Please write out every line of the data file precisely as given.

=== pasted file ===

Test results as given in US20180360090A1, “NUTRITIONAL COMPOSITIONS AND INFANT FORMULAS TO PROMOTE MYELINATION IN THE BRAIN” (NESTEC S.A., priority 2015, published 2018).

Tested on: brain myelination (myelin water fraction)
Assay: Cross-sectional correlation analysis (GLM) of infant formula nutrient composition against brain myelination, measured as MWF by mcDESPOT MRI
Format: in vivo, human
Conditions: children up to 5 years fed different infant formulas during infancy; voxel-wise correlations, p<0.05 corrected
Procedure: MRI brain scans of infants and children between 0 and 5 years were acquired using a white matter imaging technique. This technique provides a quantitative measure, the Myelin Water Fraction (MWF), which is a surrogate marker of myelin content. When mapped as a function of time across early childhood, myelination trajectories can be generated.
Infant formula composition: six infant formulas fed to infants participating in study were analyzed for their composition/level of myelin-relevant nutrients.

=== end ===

Test results as given in US20180360090A1, “NUTRITIONAL COMPOSITIONS AND INFANT FORMULAS TO PROMOTE MYELINATION IN THE BRAIN” (NESTEC S.A., priority 2015, published 2018).

Tested on: brain myelination (myelin water fraction)
Assay: Cross-sectional correlation analysis (GLM) of infant formula nutrient composition against brain myelination, measured as MWF by mcDESPOT MRI
Format: in vivo, human
Conditions: children up to 5 years fed different infant formulas during infancy; voxel-wise correlations, p<0.05 corrected
Procedure: MRI brain scans of infants and children between 0 and 5 years were acquired using a white matter imaging technique. This technique provides a quantitative measure, the Myelin Water Fraction (MWF), which is a surrogate marker of myelin content. When mapped as a function of time across early childhood, myelination trajectories can be generated.
Infant formula composition: six infant formulas fed to infants participating in study were analyzed for their composition/level of myelin-relevant nutrients.